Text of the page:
Monday, 11 August 2008

Beijing 2008

The Beijing 2008 Olympic opened with the most spectacular opening ceremony ever. It was China's coming-out party and China spared no effort and expense to impress the world - and indeed it did.

To me, the weeekend was pretty much an Olympic weekend - watching the events on TV and internet, reading the latest news and results from the Beijing2008.com website.

The website is managed by China's largest information portal - sohu.com. Sohu deployed 600 quad-core Intel Xeon powered servers to host the website, plus 300 more as backup servers. The massive infrastructure supports millions of concurrent users and billions of hits a day. On the software side, they used Apache 2.2.3 running on Red Hat Linux and the web technology is the good old shtml! This is an interesting software stack and all open source and free. It's no secret that the Chinese government favours Linux - who doesn't?! The combination of shtml over Apache is quite appropriate for websites like this: contents are manually input and updated; the need for a database is very low.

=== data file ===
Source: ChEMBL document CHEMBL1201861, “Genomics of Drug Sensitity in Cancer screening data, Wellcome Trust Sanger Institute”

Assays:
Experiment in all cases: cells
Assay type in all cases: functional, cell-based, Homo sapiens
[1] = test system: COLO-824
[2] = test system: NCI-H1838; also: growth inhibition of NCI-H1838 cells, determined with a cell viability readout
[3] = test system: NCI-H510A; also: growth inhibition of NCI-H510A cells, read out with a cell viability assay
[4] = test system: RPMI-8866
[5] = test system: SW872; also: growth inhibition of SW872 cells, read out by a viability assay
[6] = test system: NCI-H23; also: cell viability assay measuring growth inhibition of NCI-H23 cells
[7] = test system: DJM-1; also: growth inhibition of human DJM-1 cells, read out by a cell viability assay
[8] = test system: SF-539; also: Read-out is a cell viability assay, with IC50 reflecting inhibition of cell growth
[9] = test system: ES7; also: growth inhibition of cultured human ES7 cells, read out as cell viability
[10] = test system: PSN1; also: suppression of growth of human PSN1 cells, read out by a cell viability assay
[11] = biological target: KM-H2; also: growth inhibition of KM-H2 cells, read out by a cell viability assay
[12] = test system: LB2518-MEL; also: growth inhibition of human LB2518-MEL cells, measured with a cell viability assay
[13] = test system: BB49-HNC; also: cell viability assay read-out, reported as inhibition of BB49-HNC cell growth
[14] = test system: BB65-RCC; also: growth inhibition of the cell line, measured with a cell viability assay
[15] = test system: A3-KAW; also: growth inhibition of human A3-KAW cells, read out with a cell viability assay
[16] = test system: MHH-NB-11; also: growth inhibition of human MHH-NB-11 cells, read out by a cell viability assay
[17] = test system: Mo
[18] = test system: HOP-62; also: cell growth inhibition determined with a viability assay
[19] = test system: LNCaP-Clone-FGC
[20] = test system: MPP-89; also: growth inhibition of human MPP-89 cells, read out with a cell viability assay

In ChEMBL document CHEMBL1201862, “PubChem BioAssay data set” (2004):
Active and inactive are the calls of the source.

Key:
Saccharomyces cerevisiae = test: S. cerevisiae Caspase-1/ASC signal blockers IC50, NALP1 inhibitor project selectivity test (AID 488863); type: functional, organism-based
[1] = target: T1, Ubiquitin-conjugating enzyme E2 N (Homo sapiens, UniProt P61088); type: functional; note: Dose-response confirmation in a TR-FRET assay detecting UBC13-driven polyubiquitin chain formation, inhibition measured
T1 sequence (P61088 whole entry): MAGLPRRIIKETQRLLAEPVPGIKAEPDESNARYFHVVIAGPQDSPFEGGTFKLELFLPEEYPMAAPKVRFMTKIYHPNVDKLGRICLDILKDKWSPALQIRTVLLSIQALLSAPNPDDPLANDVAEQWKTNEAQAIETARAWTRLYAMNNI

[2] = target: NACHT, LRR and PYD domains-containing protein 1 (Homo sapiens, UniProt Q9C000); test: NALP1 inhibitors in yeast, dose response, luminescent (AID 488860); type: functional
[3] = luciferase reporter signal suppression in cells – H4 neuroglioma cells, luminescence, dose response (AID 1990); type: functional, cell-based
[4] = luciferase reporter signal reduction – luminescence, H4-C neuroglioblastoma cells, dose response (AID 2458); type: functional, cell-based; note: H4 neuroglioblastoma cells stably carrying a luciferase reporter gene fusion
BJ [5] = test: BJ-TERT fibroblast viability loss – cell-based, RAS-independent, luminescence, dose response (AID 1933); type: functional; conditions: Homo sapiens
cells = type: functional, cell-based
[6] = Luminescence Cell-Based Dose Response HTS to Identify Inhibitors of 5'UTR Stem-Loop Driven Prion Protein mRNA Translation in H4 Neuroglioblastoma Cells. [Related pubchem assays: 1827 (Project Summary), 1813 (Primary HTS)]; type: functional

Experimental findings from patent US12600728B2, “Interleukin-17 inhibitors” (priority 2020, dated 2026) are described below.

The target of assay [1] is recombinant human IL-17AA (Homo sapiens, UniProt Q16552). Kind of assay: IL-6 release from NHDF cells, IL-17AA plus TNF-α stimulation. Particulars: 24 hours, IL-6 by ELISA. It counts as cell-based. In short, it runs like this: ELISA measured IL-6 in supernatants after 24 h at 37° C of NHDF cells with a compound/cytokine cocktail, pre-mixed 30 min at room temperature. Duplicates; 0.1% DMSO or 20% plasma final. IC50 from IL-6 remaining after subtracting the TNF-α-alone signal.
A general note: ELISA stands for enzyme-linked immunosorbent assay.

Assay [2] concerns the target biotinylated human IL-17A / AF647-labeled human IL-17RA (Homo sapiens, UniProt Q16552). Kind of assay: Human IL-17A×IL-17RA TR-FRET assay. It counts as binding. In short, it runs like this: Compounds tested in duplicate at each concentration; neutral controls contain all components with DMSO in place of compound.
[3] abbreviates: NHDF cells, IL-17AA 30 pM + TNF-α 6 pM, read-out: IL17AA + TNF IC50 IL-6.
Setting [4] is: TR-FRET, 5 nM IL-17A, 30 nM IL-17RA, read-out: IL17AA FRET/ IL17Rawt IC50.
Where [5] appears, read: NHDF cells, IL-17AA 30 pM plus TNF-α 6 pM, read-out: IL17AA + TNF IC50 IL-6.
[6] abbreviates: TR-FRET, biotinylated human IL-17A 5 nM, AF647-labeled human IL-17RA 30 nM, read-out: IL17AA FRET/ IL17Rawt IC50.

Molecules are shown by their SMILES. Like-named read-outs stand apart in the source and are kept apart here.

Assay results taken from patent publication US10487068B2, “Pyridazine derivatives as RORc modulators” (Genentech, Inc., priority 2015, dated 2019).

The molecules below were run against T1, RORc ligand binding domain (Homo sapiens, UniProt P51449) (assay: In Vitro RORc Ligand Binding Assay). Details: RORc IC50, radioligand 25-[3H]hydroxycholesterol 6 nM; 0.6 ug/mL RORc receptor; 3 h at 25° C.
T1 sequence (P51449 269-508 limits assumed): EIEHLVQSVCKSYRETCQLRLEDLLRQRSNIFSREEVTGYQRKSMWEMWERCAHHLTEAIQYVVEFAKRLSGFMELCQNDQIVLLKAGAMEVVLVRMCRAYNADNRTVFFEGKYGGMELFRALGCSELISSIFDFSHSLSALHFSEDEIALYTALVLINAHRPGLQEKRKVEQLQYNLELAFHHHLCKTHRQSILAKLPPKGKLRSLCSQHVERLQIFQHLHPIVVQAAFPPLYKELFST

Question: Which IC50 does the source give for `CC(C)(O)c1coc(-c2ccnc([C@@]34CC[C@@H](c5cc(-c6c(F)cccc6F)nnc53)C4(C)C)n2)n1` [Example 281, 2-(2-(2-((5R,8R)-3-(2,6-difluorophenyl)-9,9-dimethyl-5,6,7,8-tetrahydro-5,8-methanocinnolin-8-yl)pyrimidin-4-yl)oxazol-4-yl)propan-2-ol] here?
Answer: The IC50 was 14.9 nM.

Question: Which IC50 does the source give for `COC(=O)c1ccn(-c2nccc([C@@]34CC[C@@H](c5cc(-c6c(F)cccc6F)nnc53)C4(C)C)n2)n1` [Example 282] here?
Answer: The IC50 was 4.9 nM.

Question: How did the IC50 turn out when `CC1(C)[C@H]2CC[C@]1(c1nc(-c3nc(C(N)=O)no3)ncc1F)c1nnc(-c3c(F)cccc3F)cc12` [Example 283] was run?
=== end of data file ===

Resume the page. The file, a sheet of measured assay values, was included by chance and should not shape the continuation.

shtml is good for using with template pages and then dynamically include the corresponding contents from other files. There is really no need for a full-blown database server for an Olympic website - the Game results are not particularly large or complicated, they are not even uniformly structured (each event has its own rules and ways of expressing the results). All you need is a good content management system (and indeed Sohu used one, which likely uses a database server itself) due to the frequent and current updates to the contents and their distribution to the large number of servers.

I still remember the Sydney 2000 Games where IBM was contracted to provide the IT infrastructure. Unsurprisingly, IBM used Websphere and Java technology to implement the official website. With such resource-hungry beasts, I'd image they needed at least double the amount of hardware to support the same level of service (even if they were as powerful as the quad-core Xeon servers).

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